York’s worst blaze struck 150 years ago
Fear of fires has been with York County residents since buildup in small towns brought houses close enough together for a minor blaze to turn major.
Fire officials particularly cautioned against chimney fires from the build up of soot and grease.
Their worst fears came true 150 years ago this year when fire, starting in a stable, destroyed an entire York block.
High winds fanned flames, and they destroyed 17 frame buildings and the brick Laurel Fire Co. in what one newspaper termed: “about the most destructive and alarming conflagration that ever occurred in York. …”
Laurel firefighters fought hard to save their station and their new 1, 047-pound bell in its tower. The bell, forged at a cost of $332, grew white with heat before falling from the cupola, sustaining a crack several inches long.
The whole thing became worse when, according to a Laurel Fire Company account, Vigilant firefighters, their longtime nemeses, refused to give assistance and only did so when it was too late.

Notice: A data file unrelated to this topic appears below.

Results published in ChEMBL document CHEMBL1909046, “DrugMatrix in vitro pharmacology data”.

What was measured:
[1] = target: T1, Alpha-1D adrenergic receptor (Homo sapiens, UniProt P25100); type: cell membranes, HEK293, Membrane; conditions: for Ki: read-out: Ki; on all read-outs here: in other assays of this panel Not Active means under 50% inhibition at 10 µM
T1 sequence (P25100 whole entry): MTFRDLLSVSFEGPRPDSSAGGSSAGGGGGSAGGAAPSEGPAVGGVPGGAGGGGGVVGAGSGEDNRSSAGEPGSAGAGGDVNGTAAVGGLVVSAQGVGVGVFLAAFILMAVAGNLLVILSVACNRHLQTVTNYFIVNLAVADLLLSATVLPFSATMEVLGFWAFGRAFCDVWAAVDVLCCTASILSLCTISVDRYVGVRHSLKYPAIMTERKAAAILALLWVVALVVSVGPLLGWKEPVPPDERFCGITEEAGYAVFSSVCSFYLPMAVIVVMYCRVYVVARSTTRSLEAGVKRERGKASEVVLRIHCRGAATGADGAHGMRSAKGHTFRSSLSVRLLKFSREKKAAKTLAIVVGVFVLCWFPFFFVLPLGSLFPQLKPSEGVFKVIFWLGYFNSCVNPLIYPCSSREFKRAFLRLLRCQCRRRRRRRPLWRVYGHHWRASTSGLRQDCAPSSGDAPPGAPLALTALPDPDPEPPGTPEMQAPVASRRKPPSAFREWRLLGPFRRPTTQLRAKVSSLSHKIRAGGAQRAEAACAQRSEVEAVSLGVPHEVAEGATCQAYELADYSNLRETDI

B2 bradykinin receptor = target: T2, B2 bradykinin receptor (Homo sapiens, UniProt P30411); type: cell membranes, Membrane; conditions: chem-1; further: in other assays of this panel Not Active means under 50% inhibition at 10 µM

Cooperation among firefighters was more forthcoming in another blaze at the Laurel.
According to “Never to be Forgotten” www.ydr.com/history :
“In 1913, the Laurel and Rex fire companies did not travel far to fight a summer evening blaze. They responded to a blaze in a frame stable at the rear of their own firehouses. The flames first appeared near a manure pit at the end of the stable that housed the horses used to pull firefighting apparatus. It spread from there to threaten a nearby boardinghouse. The blaze caused $1,000 in damage to stable, hay, straw and fire hose. The Union and Rescue fire companies also responded to provide aid to their fellow firefighters. A newspaper reported that people gathered “anxious to see a fire at an engine house, for such a thing is a rarity.”